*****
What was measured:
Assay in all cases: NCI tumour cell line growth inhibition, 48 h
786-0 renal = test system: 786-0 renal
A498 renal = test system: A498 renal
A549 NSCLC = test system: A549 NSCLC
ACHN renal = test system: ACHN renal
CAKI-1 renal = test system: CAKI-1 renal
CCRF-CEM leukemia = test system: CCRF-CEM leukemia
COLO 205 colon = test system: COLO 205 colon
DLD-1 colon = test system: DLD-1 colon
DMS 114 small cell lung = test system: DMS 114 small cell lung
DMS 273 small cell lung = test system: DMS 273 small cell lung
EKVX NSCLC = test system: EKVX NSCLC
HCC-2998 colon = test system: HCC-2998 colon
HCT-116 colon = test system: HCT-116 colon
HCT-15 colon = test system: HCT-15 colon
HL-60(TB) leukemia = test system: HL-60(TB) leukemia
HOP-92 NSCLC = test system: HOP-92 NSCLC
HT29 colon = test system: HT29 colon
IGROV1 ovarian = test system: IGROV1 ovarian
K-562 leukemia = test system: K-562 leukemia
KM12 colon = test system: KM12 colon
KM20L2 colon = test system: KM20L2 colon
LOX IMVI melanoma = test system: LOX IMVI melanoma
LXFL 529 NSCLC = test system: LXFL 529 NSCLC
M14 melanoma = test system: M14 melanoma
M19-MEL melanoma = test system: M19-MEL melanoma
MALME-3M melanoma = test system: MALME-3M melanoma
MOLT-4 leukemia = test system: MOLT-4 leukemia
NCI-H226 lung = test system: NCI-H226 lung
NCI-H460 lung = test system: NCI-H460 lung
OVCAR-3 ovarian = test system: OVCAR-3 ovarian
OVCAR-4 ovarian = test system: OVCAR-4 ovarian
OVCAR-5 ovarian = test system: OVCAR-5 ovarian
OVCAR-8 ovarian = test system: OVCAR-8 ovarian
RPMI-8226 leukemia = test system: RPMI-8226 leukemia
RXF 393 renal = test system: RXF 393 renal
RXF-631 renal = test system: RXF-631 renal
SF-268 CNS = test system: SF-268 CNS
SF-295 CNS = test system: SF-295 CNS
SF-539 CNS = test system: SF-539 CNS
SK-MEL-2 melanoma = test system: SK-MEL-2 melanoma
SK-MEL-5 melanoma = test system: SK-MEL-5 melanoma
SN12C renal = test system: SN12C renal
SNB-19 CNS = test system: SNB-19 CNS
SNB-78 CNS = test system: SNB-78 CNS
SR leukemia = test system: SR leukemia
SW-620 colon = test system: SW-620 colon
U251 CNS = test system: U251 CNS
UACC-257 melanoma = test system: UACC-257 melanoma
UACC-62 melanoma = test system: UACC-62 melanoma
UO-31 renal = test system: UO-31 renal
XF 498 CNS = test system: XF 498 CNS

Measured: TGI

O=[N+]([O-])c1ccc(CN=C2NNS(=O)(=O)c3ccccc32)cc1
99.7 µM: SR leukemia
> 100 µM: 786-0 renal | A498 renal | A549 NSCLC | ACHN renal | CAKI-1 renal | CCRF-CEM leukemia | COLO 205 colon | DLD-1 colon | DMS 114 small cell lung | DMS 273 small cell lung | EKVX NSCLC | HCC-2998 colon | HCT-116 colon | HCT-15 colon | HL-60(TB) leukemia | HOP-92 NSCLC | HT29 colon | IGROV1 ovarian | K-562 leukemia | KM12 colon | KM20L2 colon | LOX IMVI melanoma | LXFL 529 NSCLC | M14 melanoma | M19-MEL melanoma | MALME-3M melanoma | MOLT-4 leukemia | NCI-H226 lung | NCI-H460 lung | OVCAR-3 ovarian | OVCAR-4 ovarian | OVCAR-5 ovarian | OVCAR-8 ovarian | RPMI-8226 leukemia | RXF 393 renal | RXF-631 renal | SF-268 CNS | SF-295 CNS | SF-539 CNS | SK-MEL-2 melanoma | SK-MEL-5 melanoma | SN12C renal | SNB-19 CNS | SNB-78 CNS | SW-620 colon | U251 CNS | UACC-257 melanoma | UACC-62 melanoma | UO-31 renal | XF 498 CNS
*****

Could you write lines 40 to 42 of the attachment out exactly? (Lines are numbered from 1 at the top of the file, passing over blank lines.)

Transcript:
SF-295 CNS = test system: SF-295 CNS
SF-539 CNS = test system: SF-539 CNS
SK-MEL-2 melanoma = test system: SK-MEL-2 melanoma